March 24th, 2014 | 7 MIN READ

The Pros and Cons of Parallax Scrolling for Ecommerce

Written by author_profile_images Linda Bustos

Linda is an ecommerce industry analyst and consultant specializing in conversion optimization and digital transformation.

A groovy design trend you may have spotted in your Web travels is parallax scrolling, which refers to design elements appearing to move independently of each other. Its early application was in video games -- think how Super Mario stayed relatively center of your screen while the background appears to move sideways.

On websites, parallax design is user-controlled, often peppered with moving images, video and interactive hotspots as a user scrolls down or sideways on a page.

How "good" parallax design is for a website depends on its implementation, but the idea has radical potential for transforming the product page experience. Ecommerce and brand sites can use parallax design to better show products in context, romance value props feature-by-feature, and guide customers through a prescribed flow of content (perfect for "story-selling").

There's no doubt that customers crave product content. Traditionally it's organized on a product page like this:

With traditional product pages, it's up to the user to explore content. It's not guided. The user has to navigate between tabs (which users tend to overlook). Images are flat, and there's not usually no connection between product images and features/benefits. There's a lot of clicking and closing required to view all the product images. While video helps conversion (if the customer notices the tab), it's still disconnected from product copy.

Is this really the best way to romance and sell a product, and show it in its best context?

Reinventing the product page experience

One of my favorite examples of a parallax product page is Oakley's Airbrake goggles. Please go ahead and experience this for yourself. We'll wait. (Mobile readers note, the page is non-parallax for tablets and smartphones).

Welcome back.

For you naughty readers that didn't do their homework, I've included a few screenshots for context.

Even though these are stills, you can see how the product page experience is much more guided and in-context than traditional product pages, even without parallax' slickness. This is how the experience appears for mobile users (the site is responsive). In fact, this type of experience is likely better for mobile users, as traditional product page templates were never designed for smaller screens or touch input.

Contrast this with one of Oakley's retail partner's product pages:

Until you compare it to the guided product tour on the brand's site, it looks just fine. It's got multiple images, a well-done video, feature-benefit copy, intelligent cross-sells, customer reviews and a clear call-to-action. But it's not an amazing experience. There's no guarantee the customer is going to consume all the relevant content that really sells this pair of goggles. In fact, showing cross-sells is distracting from making a decision on the product.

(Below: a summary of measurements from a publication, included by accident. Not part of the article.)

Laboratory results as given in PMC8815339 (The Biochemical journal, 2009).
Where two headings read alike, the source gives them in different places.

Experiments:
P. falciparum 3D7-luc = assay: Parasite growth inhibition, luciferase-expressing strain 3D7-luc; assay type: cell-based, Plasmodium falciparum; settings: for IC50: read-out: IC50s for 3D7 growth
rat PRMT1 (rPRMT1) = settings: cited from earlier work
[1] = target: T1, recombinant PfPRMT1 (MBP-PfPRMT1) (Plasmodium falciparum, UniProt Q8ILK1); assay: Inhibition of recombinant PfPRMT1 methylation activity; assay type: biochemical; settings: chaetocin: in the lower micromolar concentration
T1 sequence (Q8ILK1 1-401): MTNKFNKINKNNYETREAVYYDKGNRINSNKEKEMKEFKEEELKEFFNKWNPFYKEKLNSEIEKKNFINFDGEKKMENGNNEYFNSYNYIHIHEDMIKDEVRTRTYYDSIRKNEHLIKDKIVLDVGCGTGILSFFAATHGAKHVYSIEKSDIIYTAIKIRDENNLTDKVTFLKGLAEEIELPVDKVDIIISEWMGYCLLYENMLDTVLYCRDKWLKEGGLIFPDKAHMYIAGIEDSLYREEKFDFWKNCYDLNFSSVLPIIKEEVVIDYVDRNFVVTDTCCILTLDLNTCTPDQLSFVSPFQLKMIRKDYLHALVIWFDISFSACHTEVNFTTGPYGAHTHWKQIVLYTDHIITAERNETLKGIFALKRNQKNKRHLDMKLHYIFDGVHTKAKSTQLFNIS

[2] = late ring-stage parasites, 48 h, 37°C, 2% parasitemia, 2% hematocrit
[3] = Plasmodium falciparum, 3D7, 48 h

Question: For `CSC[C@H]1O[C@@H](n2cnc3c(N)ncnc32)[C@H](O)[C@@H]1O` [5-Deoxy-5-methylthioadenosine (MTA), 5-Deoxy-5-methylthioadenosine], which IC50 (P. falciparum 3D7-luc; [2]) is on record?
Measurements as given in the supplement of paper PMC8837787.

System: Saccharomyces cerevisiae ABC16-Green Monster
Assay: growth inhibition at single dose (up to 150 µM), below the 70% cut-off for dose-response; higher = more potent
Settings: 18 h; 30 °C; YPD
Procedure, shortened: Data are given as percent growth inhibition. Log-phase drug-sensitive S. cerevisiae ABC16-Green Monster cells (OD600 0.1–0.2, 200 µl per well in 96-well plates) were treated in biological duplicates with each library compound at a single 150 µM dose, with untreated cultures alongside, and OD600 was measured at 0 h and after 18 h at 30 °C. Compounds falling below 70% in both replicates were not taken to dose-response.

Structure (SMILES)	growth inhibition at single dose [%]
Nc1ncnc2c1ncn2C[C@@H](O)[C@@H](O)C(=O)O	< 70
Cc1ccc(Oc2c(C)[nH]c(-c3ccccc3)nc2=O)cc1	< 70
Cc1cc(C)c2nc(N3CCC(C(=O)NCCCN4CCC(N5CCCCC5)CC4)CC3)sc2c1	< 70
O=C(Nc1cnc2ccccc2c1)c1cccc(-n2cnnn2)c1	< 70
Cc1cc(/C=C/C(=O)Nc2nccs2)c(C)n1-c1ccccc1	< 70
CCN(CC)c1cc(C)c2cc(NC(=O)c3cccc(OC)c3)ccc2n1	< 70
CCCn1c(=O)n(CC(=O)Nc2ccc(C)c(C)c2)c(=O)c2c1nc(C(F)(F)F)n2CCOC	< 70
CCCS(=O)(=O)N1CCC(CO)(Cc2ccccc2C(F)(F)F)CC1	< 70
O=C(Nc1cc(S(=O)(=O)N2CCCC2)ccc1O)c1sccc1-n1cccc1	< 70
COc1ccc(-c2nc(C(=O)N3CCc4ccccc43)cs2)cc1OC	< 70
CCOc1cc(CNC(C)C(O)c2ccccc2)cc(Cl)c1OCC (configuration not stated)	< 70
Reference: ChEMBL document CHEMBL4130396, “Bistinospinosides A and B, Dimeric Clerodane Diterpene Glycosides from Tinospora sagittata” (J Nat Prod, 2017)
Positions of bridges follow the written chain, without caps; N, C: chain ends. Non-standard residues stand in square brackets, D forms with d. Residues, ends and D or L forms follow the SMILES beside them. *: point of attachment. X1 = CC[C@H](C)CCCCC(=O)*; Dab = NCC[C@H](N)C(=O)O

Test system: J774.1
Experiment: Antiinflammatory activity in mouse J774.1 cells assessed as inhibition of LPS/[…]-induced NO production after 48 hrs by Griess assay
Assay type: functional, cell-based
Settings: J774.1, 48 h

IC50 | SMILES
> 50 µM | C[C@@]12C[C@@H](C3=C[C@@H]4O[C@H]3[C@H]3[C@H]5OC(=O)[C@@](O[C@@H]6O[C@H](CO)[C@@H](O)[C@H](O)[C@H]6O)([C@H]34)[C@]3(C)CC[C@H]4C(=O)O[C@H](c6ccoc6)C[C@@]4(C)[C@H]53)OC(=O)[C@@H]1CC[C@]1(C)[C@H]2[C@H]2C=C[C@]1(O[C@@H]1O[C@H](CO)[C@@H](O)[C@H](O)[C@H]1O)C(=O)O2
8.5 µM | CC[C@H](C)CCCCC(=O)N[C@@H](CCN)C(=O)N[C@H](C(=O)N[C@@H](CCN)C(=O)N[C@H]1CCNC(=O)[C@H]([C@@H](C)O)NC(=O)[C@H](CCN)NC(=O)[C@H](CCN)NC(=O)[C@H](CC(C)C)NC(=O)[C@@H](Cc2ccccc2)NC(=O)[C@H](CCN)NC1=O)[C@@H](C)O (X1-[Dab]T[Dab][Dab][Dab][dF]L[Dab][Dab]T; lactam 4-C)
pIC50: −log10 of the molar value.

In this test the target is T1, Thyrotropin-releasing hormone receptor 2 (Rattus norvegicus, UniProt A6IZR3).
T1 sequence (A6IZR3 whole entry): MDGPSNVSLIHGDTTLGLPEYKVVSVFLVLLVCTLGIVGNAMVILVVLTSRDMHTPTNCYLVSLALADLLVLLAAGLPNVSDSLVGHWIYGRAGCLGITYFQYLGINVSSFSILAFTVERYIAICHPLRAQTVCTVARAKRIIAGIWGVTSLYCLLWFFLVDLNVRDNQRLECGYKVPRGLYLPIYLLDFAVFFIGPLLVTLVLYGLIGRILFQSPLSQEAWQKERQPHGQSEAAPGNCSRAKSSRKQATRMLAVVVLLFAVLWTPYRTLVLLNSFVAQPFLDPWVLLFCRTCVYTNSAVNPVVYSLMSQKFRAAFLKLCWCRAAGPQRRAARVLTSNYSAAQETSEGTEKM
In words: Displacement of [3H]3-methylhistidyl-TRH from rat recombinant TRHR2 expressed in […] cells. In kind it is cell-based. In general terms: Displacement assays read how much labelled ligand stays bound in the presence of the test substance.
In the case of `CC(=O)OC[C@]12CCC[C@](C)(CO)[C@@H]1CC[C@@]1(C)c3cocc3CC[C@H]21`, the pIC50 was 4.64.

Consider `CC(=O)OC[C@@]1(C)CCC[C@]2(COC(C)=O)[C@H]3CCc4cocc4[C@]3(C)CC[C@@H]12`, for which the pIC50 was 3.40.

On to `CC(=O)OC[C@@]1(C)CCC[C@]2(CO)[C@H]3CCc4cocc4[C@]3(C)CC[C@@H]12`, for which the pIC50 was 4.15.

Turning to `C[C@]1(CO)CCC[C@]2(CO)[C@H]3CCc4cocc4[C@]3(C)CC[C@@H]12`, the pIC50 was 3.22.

Connecting to commerce

We expect this from retail partners, but unfortunately Oakely's brand site does what most brand sites do -- link off to a separate bolt-on storefront with a product page layout and experience that's just as vanilla as its retail partners.

Ideally, the customer is able to transact directly from the immersive experience, without being hijacked into a lesser experience. The problem usually is a content management system that's not integrated with ecommerce functionality on the brand side, and/or an ecommerce platform that can't accommodate rich content experiences.

Bagigia is an example of a product page that integrates click-to-buy with its parallax experience. It doesn't have to duplicate product pages across domains, confuse the customer or slow down the process.

Bagagia also has a great home page experience that walks you through the value props of its product, and the story behind the brand. (Yes, your next assignment is to go experience Bagagia by clicking the link).

There's no rule that parallax design needs to be site-wide, you could choose to apply it to just the home page, about page, certain brand or product pages, or a specific campaign landing page.

Puma's Mobium is another one of my favorites. It packages some really interesting video content into a parallax experience (triggered by hotspots). Puma tells a great story of how this model was inspired by how a puma's paw opens and closes as it runs, and uses a special band at the bottom of the shoe that expands and contracts, mimicking your own plantar fascia.